Spring 2013 — UC IrvineInformation & Computer ScienceICS 139WDavid G. Kay

Writing Instructions

He wins every hand who mingles profit with pleasure,
by delighting and instructing the reader at the same time.
—Horace (Epistles, book III (Ars Poetica), c. 8 BC)

Computer programmers write instructions for a living. But programming languages are simple and unambiguous, and computer processors interpret them more reliably than human beings interpret natural language instructions. Writing instructions for human execution, then, requires skills that programmers may not automatically possess.

This assignment: Build some object using Tinkertoys, Lego, or some other system with more than one type of component that can be combined in more than one way. (Note that some small Lego kits do have just one "correct" assembly; such kits would not be suitable for this assignment.) You must be able to bring to class all the pieces necessary for assembling your object. Your object should consist of 20-30 pieces.

Then, write a manual that explains how to build your object. On Wednesday, April 10, you will bring the individual components of your object and three copies of your manual to section; then some of your classmates will try to follow your manual to build your object. At the same time, you will be following someone else's manual, so you will not be available to answer oral questions about your manual or your object—your classmates' success will depend entirely on your writing.

There is no required length for this manual; take as much space as you need to get the job done, and no more. Similar assignments in the past have typically been four to five pages long. The focus of this assignment is prose, not pictures. You must do your job without any illustrations. This also means that when you bring your components to class, you must be sure not to bring them in a package that shows the final product.

Due dates:
• Wednesday, April 10—Bring to class the disassembled components of your object and three copies of a good draft of your manual. As noted above, you will build each other's objects in class, which we expect will generate suggestions for improvements to your manual.
• Tuesday, April 16—A final revision of your manual is due at the beginning of class. As always, all previous versions (including the three copies edited by your classmates) should be included with your paper submission. In this case, you must also turn in your disassembled components along with your manual. It's a good idea to re-read the Writing Assignment Requirements sheet before submitting each assignment.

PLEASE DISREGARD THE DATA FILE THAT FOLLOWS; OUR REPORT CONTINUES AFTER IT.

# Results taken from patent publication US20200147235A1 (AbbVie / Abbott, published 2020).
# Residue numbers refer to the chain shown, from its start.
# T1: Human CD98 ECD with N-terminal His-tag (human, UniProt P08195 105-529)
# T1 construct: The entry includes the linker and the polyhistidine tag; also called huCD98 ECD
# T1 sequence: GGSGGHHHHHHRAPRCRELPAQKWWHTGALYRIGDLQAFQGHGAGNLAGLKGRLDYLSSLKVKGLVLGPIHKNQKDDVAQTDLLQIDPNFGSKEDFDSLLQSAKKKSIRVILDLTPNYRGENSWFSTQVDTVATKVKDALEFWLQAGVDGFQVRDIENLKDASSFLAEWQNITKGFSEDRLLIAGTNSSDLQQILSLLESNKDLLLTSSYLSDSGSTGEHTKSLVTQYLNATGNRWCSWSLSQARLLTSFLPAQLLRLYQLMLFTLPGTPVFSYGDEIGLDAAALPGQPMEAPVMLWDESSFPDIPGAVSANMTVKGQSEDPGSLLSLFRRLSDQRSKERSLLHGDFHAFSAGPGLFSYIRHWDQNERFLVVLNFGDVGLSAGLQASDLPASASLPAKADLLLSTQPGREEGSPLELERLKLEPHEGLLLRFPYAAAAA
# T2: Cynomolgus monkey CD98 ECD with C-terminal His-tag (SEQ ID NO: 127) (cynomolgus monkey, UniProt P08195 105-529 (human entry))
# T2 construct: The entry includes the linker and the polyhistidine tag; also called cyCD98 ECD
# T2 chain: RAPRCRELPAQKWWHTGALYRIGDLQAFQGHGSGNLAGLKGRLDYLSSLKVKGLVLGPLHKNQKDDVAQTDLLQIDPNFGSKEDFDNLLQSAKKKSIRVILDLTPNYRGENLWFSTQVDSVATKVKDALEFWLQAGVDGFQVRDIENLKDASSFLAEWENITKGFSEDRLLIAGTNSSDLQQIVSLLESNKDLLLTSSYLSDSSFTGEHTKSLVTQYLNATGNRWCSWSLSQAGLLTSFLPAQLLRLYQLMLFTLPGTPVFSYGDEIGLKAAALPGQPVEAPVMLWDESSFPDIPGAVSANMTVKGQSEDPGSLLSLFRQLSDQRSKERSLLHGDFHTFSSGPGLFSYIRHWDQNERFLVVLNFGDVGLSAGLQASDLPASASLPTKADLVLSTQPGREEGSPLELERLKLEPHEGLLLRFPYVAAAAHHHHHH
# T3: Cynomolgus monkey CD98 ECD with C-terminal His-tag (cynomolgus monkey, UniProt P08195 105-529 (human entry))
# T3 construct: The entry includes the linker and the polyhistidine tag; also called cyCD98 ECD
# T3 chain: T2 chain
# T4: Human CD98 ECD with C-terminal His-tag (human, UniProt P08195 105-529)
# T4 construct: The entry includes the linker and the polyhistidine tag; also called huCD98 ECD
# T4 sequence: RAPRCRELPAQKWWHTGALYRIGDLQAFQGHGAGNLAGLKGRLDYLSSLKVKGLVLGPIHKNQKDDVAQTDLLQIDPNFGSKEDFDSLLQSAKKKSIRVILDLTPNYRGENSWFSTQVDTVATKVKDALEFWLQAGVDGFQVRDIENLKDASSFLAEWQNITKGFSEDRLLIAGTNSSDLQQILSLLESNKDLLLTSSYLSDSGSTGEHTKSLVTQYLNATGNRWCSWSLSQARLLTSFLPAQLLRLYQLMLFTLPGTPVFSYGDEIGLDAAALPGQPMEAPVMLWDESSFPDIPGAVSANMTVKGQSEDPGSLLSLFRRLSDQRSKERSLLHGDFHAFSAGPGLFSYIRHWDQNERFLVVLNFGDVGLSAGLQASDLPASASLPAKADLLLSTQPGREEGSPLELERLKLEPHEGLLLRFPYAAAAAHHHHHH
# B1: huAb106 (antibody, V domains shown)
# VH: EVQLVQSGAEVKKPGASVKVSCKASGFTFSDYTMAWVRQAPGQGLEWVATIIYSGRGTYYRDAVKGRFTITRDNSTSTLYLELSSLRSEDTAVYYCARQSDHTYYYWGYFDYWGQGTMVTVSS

Suggestions and hints: You may find it helpful to start your manual with a list of the components, describing and defining them so you can refer to them later. (Note how this mirrors the organization of many computer programs.)
Some objects are best described in terms of modules, giving the instructions for assembling each module separately, then explaining how to assemble the modules into the whole object. (Note again the close analogy with software!)
Organizational guides to the reader, such as section headings and a table of contents, may also help the user of your manual follow the instructions more easily. But include these only if they're truly helpful; anything can be overdone, and it's certainly possible to write a clear manual with paragraphs of prose and nothing more. (Interestingly, students in most Humanities writing classes are forbidden from using organizational aids like these, on the rationale that they make the writing job too easy by letting the writer avoid coming up with clear prose to mark the transitions between parts of the document.)

What to do when you get to class with your manual and your components:

The first rule of reading someone else's work is to be both honest and kind. You don't do the author any favors by simply saying, "Yeah, it looks okay." Don't be hesitant to say what you understood or what you didn't; just do it pleasantly, helpfully, and professionally.

  1. Students should place their components and the three copies of their manual at the front of the room.

  2. Then each student should repeat the following three times:

    1. Take another student's components and a copy of the manual.

    2. Following the manual's instructions, assemble the components.

    3. As you work, mark on your copy of the manual any questions that you wish it had answered, any assumptions that you had to make, or any other aspects that were not clear.

    4. When you're finished, write on your copy "Assembled by" and your name.

    5. Then find the author, show him or her your product, and let the author make notes on any discrepancies between your assembly and what the author intended.

    6. Finally, return the pieces and the manual to the front of the room (where the remaining copies of the manual are).